I’m going to bet money that if you are an allergy sufferer, then you are probably not just reacting to the spring pollen in the air. This is most probably just the icing on the cake for you. Chances are you are also reacting to histamines and other environmental irritants including certain foods and food additives. Book an appointment with Naturopath or a Nutritionist to help cast a wider net. Investigate other sensitivities. 

Once you have identified what they may be, try resting from them for a while. Whether it be toxic exposure such as perfumes or washing powders or certain foods such as dairy or gluten, sometimes our bodies need a break to reduce inflammation and ‘hit the reset button’. Start buying organic meat, fruit and vegetables. They are free from pesticides. 

Be mindful of food colouring and synthetic additives, these tend to irritate allergies. Start reading ingredient labels – you will be surprised by how many histamines are present in our diet. 


Restore the Microbiome Within the Gut: 

This is a hot topic at the moment for a reason. Understanding the role of the GUT in maintaining healthy immunity is essential in decoding allergy conundrums. Dysbiosis, or imbalance in the microbiota of the gut, is part of the pathogenesis of allergic diseases and needs to be addressed and corrected in everyone. This can be as simple as improving your diet. Probiotics, fermented foods and prebiotic foods are all important. 

If you are unsure where to start, the gut is the perfect place. A Naturopath or Nutritionist can look at your diet and help guide you to better health outcomes. They may even recommend some stool or allergy testing, to begin with. Correcting nutrient insufficiencies by reducing inflammation is the aim of the game. From there the body can begin to build up tolerance and allergies will decline.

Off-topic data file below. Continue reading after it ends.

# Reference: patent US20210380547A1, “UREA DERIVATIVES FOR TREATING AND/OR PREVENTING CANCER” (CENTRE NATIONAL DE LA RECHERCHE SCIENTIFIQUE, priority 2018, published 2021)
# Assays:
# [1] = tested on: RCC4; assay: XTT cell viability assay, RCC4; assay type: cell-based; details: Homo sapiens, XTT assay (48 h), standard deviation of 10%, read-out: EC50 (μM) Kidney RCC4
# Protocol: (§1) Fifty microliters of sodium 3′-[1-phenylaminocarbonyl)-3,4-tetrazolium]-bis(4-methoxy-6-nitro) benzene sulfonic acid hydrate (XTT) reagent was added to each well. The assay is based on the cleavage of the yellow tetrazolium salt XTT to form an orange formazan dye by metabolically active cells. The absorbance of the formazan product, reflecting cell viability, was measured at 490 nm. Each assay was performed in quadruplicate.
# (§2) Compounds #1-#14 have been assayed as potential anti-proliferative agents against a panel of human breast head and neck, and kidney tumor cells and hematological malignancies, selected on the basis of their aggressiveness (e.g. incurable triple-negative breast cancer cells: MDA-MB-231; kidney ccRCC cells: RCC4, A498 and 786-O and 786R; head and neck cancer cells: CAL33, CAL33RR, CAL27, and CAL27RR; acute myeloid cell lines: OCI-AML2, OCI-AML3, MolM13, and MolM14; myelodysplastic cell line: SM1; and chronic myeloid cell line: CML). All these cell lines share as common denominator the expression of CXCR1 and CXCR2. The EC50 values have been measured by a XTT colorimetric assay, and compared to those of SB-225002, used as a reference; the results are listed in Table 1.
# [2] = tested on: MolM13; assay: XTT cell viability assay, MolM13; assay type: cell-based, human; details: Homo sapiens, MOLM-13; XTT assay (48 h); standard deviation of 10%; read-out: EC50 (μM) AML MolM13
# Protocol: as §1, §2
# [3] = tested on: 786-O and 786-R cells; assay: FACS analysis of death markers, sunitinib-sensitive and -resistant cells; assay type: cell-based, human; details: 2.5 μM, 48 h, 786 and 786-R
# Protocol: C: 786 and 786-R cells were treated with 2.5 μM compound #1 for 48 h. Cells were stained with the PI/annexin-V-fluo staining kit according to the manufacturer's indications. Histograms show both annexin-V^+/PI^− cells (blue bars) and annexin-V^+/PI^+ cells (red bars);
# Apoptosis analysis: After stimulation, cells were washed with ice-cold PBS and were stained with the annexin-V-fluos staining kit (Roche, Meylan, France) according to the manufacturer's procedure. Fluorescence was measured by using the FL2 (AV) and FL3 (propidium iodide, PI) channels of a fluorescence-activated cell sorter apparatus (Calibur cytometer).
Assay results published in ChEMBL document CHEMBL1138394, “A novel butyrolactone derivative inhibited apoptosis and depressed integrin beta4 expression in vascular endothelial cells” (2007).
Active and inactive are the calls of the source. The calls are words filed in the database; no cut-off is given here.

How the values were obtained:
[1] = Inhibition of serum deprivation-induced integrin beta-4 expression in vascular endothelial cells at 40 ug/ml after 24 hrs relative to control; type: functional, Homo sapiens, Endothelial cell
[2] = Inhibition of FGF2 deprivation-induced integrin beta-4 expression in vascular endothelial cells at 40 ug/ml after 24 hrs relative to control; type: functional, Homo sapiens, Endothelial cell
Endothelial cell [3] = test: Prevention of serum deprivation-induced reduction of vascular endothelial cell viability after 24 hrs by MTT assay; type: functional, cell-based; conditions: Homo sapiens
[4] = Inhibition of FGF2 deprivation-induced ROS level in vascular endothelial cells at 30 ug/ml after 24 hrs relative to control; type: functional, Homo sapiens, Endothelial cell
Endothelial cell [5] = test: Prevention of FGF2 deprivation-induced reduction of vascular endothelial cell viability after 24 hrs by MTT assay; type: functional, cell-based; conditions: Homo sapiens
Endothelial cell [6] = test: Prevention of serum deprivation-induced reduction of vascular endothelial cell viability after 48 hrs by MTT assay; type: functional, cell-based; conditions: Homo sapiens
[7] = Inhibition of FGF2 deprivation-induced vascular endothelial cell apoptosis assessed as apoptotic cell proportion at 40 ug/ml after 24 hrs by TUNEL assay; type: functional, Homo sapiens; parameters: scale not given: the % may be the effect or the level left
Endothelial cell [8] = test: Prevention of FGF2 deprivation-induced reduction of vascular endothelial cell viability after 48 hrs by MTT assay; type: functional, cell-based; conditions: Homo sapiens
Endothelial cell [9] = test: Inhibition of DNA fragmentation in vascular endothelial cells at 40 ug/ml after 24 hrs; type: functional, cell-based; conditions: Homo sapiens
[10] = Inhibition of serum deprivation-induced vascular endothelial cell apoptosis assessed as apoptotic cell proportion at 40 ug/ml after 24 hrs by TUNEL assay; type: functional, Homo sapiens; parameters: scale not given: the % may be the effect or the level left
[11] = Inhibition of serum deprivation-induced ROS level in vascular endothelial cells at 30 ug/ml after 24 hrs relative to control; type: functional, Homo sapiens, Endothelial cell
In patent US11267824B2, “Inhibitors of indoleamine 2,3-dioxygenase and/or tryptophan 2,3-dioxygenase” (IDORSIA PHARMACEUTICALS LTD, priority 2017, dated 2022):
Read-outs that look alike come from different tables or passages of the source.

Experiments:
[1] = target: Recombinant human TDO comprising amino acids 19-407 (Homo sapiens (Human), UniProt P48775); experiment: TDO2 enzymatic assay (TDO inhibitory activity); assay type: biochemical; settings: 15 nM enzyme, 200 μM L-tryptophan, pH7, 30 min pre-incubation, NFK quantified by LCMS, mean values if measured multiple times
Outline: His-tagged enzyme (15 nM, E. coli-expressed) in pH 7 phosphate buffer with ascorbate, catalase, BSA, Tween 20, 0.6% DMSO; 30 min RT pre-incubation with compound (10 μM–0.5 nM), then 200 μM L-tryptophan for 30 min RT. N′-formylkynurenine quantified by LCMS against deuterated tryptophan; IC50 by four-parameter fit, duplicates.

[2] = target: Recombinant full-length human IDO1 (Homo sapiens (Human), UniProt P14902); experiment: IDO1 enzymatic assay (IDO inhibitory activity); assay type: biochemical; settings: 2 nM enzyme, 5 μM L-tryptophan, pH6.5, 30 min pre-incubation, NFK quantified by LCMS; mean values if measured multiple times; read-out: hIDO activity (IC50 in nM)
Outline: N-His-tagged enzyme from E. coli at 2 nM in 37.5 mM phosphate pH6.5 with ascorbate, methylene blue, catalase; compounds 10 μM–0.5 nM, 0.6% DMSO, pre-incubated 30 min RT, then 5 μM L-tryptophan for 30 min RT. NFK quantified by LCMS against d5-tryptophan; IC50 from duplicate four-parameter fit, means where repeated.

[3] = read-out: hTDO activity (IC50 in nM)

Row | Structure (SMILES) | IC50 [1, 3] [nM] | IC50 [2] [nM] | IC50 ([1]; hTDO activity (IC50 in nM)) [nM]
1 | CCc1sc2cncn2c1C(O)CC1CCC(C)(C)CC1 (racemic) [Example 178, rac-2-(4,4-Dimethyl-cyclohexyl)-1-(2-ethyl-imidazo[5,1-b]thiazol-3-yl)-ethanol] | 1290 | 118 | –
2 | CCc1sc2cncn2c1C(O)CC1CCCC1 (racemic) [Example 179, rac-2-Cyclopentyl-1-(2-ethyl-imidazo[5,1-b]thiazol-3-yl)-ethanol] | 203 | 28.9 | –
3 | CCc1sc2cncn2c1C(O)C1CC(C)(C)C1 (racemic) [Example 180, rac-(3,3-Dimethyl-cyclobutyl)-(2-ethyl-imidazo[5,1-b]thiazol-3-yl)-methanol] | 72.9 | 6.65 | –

Rebalance to Reduce Allergies:

Plenty of research demonstrates that a heightened stress response will promote allergic disease. Looking at stress is a key driver. Are you paying attention to stress and looking at ways to achieve the ultimate work, life, balance? Adrenalin, after all, is a mast cell antagonist. Meaning the more stress we have, the more of an allergic reaction we activate. Part of the allergy sufferers journey, if they are to successfully move to the other side, must include embracing some form of mind, body, soul, self-love and self-care.


Foods High in Allergy-Causing Histamines:

  • Alcoholic beverages, fruit juice, flavoured milk, tea and caffeine.
  • Fermented soy, legumes, supermarket bread and nuts.
  • Aged cheese and eggs.
  • Dried or overripe fruit.
  • Cured, processed and smoked meat.
  • Tinned fish, fruit and vegetables.

Be aware that food that has been through an artificial aging or ripening process may contain high levels of histamines.


Hay fever, seasonal allergies and other common allergy symptoms can fill sufferers with dread come spring. Following these top tips and understanding your allergy symptoms will go a long way with putting the spring back in your step this year.